Charles Sturt University
Charles Sturt University


A report can be either submitted as a long or a short report. Irrespective of being a long or a short report, they intend to present comprehensive information on a topic.

A report generally aims to inform but it can also aim to persuade. Generally, reports should be written clearly and succinctly, with evidence to support.  They are also written formally and are based on research to support a conclusion.

A report can be delivered in the following ways during the COVID-19 situation as an alternative to a paper-based final examination:

  1. Non-time limited final assessment—often known as a ‘take-home’, the task is not performed under ‘exam-like’ time constraints and is provided to students at least several days before the due date. A common platform for submission of such a task is EASTS.
  2. Time limited, non-invigilated online exam—the task is undertaken online under ‘exam-like’ time constraints (typically 1-3 hours) but is open book, allowing students to refer to any material they can access.

Pros and cons of reports as an assessment task

Some advantages:

  • Report writing can help students develop and demonstrate attributes that employers value.
  • Assessment in the form of report can be considered as the end product of useful learning activities such as research, practical work, analysis and comparison of data or information etc.
  • Assessment can also be extended to provide an opportunity to ‘speak to’ a report in a presentation or seminar or in the current situation, a video or synchronous online presentation.
  • Report writing can be used as formative assessment where students are encouraged to incorporate the feedback received in future assessment eg. They can practice report writing in class or as an out of class task, be given feedback and then refine as a final assessment
  • Reports can be written individually or as part of a group project.
  • Online (‘Google Doc’) reports can be considered as alternative assessment type that encourages group work.
  • The structure of a report can provide scaffolding for students, particularly those who find writing difficult.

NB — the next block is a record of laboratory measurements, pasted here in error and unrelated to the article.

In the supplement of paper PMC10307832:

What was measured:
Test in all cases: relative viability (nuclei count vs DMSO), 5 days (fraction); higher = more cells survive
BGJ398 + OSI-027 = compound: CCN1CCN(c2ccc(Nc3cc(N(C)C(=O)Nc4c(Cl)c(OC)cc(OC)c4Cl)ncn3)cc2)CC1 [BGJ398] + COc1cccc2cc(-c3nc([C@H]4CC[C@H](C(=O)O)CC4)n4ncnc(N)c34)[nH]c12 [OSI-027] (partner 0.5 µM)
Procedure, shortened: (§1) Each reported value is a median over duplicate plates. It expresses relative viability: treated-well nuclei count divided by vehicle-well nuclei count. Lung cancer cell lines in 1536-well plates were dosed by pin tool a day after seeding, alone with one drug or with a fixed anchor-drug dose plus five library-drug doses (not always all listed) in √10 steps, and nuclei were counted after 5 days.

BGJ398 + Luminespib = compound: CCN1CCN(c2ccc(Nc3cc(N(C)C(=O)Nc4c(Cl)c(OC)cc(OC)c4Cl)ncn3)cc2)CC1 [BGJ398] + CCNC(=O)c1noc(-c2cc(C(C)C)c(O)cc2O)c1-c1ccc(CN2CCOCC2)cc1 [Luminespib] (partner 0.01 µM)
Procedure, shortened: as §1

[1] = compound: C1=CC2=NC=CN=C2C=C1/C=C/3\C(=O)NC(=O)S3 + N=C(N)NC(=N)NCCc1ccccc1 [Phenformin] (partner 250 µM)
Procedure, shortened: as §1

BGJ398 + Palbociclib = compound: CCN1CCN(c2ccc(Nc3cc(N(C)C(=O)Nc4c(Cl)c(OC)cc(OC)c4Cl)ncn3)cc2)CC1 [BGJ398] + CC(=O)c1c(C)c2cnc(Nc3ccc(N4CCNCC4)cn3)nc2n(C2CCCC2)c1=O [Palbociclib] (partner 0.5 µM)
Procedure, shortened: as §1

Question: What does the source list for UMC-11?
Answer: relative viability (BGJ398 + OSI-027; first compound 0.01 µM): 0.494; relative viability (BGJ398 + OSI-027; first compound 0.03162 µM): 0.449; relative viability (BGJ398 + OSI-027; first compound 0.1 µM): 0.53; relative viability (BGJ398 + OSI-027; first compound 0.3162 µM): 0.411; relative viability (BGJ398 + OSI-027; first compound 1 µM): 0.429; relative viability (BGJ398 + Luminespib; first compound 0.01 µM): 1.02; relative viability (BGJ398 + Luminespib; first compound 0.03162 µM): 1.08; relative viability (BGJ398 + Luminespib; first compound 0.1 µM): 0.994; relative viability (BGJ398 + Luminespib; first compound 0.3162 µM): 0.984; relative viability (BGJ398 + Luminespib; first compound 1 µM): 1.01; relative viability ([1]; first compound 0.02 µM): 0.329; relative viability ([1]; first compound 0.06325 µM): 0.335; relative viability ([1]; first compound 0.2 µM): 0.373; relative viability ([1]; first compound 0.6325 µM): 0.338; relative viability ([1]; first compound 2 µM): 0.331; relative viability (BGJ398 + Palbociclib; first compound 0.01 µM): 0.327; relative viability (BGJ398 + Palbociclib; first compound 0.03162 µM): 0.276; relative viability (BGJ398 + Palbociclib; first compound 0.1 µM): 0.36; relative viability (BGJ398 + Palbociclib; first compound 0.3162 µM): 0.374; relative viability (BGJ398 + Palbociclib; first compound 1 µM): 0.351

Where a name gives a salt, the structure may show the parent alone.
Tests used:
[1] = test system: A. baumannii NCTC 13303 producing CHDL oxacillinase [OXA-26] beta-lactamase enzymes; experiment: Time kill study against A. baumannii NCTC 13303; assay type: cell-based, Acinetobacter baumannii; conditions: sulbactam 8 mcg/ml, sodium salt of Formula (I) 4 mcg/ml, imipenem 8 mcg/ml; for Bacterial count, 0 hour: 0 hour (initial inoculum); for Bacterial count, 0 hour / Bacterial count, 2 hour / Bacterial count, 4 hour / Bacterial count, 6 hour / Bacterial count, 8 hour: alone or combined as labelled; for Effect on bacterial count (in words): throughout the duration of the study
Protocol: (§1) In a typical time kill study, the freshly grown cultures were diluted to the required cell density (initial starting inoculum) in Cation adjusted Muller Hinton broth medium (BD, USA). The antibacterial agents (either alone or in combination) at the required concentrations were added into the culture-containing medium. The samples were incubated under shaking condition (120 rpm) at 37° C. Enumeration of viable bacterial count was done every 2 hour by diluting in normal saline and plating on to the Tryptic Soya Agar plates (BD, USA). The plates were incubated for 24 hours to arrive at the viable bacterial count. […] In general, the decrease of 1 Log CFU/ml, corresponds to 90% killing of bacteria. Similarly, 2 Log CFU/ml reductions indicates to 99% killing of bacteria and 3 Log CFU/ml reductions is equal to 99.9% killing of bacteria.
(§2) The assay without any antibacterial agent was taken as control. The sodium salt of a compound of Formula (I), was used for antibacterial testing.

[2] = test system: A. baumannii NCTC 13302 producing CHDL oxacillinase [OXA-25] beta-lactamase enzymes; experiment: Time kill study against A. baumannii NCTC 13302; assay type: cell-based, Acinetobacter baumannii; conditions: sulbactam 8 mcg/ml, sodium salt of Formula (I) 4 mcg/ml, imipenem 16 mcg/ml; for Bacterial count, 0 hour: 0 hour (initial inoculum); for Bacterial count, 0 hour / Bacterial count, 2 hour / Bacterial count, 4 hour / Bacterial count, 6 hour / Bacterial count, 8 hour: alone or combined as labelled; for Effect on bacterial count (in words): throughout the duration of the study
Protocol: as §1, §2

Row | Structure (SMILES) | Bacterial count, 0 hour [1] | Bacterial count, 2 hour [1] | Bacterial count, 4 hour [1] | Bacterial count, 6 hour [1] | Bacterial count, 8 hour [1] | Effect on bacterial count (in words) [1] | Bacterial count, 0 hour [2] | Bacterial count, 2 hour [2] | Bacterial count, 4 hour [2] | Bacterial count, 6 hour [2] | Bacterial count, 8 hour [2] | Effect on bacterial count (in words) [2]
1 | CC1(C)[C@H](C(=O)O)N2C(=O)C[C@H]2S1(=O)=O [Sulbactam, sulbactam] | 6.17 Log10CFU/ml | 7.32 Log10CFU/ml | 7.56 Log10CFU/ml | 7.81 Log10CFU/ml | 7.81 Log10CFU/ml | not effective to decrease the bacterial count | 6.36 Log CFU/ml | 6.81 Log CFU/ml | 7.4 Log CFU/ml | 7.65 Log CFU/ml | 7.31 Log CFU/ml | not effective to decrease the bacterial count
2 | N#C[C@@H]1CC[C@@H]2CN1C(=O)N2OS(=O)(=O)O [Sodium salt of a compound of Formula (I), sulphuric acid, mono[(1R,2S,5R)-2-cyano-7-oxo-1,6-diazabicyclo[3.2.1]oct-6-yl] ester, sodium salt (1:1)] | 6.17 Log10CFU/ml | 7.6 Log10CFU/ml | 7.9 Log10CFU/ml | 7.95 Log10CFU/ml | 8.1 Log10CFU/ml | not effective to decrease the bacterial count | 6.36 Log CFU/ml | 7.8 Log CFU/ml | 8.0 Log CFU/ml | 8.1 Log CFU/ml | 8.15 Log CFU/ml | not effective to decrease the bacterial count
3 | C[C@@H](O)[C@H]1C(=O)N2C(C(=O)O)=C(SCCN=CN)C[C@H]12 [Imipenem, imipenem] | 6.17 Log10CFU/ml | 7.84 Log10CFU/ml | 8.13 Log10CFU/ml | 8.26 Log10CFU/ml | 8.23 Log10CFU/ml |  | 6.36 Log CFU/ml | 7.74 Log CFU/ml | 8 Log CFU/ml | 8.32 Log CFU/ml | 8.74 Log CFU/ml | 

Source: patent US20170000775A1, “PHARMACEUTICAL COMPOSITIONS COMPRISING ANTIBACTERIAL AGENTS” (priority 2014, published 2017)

Some limitations:

  • Reports can have a high risk of academic misconduct if completed in a group.
  • Report writing can be time consuming, given the need for refinement and editing.
  • Requires some consideration of appropriate formats, and without direction, this can be time consuming.
  • Report writing is not appropriate to all disciplines.
  • Requires increased marking time, particularly in providing quality feedback to individual students.
  • Evidence and data need to be checked for verification.

When to use a report

A report is type of communication that is used in many professions and disciplines. For example, there are business reports, laboratory reports, legal reports, technical design reports.

A report is a useful task when students are required to research, describe, problem solve, interpret, analyse, evaluate, communicate, synthesize and integrate.

Some considerations when developing a report as an assessment task

  • Provide clear guidelines on the format of the report, submission method and the due date.
  • Ensure that the task is clearly aligned with content and learning outcomes.
  • The marking rubric should be made explicit to the students.
  • When a report is submitted based on group work, students should be made aware of the unintentional academic misconduct that can occur; students should have access to institutional Academic Integrity policies that help them differentiate between collaboration and collusion.  It is also useful to have a mechanism for identifying individual contributions to a group report.
  • A report should have an introduction, a body and a conclusion and be formal in its writing style.
  • It’s important to show example of reports, so students are familiar with expectations of format, length, inclusions etc.
  • Emphasize the importance of editing and proofreading as part of professional report writing practice.
  • A template may be useful in providing a clear outline of the scope of the report to be written.
  • Sub-headings may be used and provide a structure: consider outlining these subheadings to assist with structure.
  • A report can use visual and graphics: provide examples and make any requirements explicit.
  • Emphasize the importance of providing recommendations or conclusions.
  • Stipulate the audience for the report and the purpose and function of the report so students know how to direct their efforts.
  • Consider the importance of research- direct students to appropriate references or provide a bank of resources for them to draw from.
  • In an examination situation, resources may be provided, with students required to work from those resources.

Additional resources

The Division of Student Services at Charles Sturt Division of Student services provides a report writing checklist for students.

Choosing and designing assessment tasks - University of Tasmania

Writing a report - University of Canberra

Report writing - Deakin University

Developing appropriate assessment tasks - Curtin University